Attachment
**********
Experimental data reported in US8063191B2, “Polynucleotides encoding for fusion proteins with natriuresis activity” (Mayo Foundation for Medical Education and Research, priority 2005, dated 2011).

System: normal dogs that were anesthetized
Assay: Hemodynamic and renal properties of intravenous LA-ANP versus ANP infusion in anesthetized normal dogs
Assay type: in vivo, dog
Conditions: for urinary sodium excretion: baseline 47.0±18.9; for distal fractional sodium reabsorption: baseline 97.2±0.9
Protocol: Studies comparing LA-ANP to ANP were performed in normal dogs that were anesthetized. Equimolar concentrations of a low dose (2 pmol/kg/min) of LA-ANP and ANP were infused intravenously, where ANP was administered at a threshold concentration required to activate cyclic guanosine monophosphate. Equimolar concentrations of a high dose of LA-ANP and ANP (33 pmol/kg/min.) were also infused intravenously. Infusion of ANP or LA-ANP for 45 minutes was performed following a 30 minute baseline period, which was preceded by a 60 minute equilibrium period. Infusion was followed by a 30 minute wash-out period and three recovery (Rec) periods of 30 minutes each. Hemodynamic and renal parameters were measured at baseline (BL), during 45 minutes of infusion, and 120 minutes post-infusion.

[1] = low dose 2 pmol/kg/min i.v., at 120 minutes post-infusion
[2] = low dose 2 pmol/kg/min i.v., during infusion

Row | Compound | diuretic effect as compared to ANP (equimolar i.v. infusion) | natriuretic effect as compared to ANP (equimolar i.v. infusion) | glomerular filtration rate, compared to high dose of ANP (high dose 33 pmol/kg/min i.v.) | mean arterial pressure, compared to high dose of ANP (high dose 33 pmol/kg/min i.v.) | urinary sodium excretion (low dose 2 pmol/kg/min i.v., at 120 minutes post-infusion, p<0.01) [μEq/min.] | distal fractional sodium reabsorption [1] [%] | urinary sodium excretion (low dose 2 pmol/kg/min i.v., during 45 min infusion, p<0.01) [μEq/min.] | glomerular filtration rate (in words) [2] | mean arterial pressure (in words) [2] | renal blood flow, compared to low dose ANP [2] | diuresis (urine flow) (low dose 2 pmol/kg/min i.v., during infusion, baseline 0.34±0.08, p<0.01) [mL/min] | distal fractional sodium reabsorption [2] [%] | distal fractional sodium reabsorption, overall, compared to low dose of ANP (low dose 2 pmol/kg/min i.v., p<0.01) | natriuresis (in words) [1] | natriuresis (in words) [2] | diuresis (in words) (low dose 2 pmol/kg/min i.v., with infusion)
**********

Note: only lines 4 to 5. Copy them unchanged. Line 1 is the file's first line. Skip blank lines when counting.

Assay type: in vivo, dog
Conditions: for urinary sodium excretion: baseline 47.0±18.9; for distal fractional sodium reabsorption: baseline 97.2±0.9